Brokeback Mountain |
directed by Ang Lee
Brokeback Mountain has everything a good western needs: cows, cowboys, tough terrain, alliteration. But it has something else, too. Like many of the great westerns that came before it, it has a powerful theme.
The Searchers looks at what happens when racial hatred meets obsessive-compulsive disorder; High Noon took on Hollywood's reaction to the McCarthy "witch hunts" of the 1950s. But Brokeback Mountain, in its own small, very personal way, takes on what may be the most ironic aspect of the American myth: that two men, who are guaranteed by law the right of association, are refused the opportunity to associate with each other, at least in the manner they choose, by the very people who supposedly embody the spirit of American individualism -- cowboys. Tire-iron-wielding cowboys, you might say.
Like most adventures, however, Brokeback begins innocently enough. Ennis Del Mar (Heath Ledger) and Jack Twist (Jake Gyllenhaal) are just a couple of unemployed cowpokes when they arrive at the office of Joe Aguirre (Randy Quaid) looking for work. Ennis is between roundups, and Jack has pretty much given up rodeoing -- again.
They have little to say to one another. In fact, they pretty much just glare at each other across Aguirre's parking lot until he takes them in and gives them jobs tending a flock of sheep that's up in the high country for the summer. There Twist and Del Mar do all sorts of typical cowboy-turn-sheepherder sorts of things: smoke, eat beans, play the harmonica, make cryptic remarks.
No doubt they'd have remained a couple of guys instead of a couple if it hadn't been for a cold night, a bit too much to drink and Del Mar's decision to crash in Twist's tent instead of heading back to his high-mountain post.
And the rest, as they say, is histrionics.
But what makes Brokeback an exceptional love story is not that it's about two guys we don't normally think of as love bait for one another, but its careful mapping of the ripple effects of Del Mar and Twist's tryst.
With all of Wyoming to hide in, you'd think they could keep their feelings for each other a secret. But it isn't long before Aguirre catches them in the act, at least the act of foreplay, and not only do the sheep come down from the mountain early that year, but Twist loses the chance to ever go up with them again.
But more serious consequences await Del Mar and his soon-to-be bride, Alma (Michelle Williams). They marry, are fruitful and multiply, but there's the problem of Del Mar's unusual -- at least for 1963 -- style of lovemaking.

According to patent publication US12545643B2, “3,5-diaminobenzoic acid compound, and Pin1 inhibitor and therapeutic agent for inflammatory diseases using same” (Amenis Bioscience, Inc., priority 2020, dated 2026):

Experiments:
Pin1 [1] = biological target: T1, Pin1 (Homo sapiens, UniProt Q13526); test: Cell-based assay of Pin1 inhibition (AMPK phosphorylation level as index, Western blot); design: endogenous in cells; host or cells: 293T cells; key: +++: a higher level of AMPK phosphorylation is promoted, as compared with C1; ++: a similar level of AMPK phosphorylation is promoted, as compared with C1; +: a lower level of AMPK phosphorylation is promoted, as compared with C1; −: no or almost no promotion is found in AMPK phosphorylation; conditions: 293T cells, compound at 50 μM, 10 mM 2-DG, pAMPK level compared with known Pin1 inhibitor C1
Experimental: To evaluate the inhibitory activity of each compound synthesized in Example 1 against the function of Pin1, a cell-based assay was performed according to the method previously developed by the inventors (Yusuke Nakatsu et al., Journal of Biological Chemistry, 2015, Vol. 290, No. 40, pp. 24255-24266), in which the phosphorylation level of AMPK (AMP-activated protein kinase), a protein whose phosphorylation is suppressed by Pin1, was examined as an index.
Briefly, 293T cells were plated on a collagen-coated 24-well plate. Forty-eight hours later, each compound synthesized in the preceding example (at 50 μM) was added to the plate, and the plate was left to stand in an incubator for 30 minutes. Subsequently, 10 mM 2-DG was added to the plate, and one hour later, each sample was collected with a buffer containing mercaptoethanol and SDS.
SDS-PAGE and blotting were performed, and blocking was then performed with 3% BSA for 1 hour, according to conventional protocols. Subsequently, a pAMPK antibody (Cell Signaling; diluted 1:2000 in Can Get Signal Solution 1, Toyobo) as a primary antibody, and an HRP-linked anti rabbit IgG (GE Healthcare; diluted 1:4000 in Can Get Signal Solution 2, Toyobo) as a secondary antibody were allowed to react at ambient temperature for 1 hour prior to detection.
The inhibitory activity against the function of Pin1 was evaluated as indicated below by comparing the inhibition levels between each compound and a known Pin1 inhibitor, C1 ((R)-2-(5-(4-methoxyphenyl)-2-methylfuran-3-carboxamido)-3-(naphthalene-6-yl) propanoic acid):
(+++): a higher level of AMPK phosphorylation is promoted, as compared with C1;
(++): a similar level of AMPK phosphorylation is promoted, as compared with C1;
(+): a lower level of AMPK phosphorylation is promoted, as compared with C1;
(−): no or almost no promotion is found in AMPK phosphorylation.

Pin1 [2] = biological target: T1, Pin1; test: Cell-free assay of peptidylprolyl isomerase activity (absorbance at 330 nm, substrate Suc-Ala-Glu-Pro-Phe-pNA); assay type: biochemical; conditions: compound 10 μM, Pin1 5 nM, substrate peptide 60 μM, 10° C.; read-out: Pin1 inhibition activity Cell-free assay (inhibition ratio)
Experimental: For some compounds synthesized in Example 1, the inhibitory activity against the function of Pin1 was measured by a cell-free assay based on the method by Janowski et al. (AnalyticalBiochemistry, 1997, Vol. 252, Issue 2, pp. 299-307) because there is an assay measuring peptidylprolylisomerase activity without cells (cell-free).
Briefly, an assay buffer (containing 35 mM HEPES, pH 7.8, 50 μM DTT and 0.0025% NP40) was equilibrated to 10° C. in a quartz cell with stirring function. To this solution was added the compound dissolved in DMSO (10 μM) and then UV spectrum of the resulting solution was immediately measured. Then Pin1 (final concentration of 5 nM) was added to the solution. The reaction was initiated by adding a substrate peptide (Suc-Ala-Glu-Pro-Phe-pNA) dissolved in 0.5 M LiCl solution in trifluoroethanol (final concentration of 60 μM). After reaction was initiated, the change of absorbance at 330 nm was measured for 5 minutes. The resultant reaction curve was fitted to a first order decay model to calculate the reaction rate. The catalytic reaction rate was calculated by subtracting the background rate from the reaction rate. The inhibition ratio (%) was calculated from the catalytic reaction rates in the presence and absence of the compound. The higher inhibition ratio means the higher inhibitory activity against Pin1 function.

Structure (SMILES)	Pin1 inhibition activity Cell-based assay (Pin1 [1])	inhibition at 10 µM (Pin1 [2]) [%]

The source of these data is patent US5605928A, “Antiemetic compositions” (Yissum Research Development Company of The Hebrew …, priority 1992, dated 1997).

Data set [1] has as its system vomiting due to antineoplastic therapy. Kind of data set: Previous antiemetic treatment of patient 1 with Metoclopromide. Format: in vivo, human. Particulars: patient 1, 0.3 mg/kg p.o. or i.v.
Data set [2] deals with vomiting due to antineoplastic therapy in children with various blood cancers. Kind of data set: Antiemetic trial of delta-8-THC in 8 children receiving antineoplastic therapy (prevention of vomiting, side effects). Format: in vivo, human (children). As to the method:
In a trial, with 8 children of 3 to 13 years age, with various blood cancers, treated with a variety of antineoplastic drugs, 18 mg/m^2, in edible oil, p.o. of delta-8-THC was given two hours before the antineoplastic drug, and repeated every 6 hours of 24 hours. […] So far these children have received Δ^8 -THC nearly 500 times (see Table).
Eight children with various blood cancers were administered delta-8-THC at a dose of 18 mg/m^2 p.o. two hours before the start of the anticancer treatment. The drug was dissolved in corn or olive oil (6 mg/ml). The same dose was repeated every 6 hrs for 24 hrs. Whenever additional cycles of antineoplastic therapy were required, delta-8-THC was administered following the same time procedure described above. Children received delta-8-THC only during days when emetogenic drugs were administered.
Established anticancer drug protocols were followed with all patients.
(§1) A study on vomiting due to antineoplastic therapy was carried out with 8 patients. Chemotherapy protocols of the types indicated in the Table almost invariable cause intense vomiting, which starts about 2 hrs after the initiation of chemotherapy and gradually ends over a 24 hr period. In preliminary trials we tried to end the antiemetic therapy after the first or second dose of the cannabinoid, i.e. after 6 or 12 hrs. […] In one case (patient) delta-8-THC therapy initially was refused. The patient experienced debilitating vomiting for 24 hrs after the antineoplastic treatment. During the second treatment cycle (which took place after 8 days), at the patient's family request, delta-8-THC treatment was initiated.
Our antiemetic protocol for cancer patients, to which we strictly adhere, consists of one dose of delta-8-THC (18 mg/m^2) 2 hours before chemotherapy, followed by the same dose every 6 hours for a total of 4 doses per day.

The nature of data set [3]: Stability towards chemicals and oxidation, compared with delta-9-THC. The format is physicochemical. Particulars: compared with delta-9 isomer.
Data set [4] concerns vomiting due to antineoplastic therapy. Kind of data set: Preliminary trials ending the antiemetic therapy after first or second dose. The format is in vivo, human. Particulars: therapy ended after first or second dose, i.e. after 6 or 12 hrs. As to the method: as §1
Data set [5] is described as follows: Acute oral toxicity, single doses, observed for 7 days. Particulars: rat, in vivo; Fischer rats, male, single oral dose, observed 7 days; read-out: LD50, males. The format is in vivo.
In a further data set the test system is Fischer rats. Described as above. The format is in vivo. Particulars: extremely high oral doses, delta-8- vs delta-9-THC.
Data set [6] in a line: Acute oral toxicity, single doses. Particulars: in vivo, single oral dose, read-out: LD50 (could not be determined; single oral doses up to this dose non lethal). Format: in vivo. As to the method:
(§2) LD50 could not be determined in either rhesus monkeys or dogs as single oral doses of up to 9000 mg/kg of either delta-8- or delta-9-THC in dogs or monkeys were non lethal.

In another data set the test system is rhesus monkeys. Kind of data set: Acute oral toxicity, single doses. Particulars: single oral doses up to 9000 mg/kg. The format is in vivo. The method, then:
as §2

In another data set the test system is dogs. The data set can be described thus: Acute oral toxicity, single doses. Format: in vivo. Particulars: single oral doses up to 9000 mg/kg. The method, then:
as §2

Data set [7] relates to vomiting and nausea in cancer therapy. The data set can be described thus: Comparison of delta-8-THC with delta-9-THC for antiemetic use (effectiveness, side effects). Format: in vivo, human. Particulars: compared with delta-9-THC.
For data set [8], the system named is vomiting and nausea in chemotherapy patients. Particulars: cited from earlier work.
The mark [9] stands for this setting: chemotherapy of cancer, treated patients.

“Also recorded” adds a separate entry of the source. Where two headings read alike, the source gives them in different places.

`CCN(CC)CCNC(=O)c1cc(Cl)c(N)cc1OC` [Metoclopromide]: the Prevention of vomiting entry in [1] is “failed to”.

Twist, too, falls in love with a woman, a rodeo rider (Anne Hathaway), and they too are fruitful, though only half as fruitful as Del Mar and the aforementioned Alma.
But always at their back is Brokeback, and it's only a few years until Twist, who's hightailed it to Texas, returns to Wyoming for the first of a series of "fishing trips." And before you can say "trout stream," the feelings Twist and Del Mar share for one another rip open a gaping wound that runs from Wyoming to Texas and bleeds over into Juarez, affecting not only the two cowboys, but their wives, their children, their in-laws, Del Mar's post-divorce girlfriend (Valerie Planche), Twist's parents and the few friends they both have.
All this could have made for quite a mishmash, but in the hands of award-winning novelist/screenwriter Larry Lonesome Dove McMurtry, his co-writer/producer Diana Ossana (Streets of Laredo) and director Ang Lee (Crouching Tiger, Hidden Dragon), Brokeback comes across as a timeless piece of narrative fiction, heavy on character and quiet but quotable:
"You boys sure found a way to make the time pass up there," Aguirre tells Twist. "You guys wasn't gettin' paid to leave the dogs babysittin' the sheep while you stem the rose."
The mountains get their say as well. If you've never seen the Tetons -- or the Canadian Rockies, where much of the filming was done -- and if you don't expect you'll get to either before gas prices drop back down to $2 a gallon, go for it. Brokeback has camerawork any good western would die for.
And don't forget to give the soundtrack a listen. It starts simply, mostly some acoustic guitar picking. Then some Dobro and fiddle creep in. But before it's over, Lee and company are making ironic comments with Linda Ronstadt classics like "It's So Easy to Fall in Love."
Easy, yes. And dangerous. Brokeback will show you that, too.
21 July 2007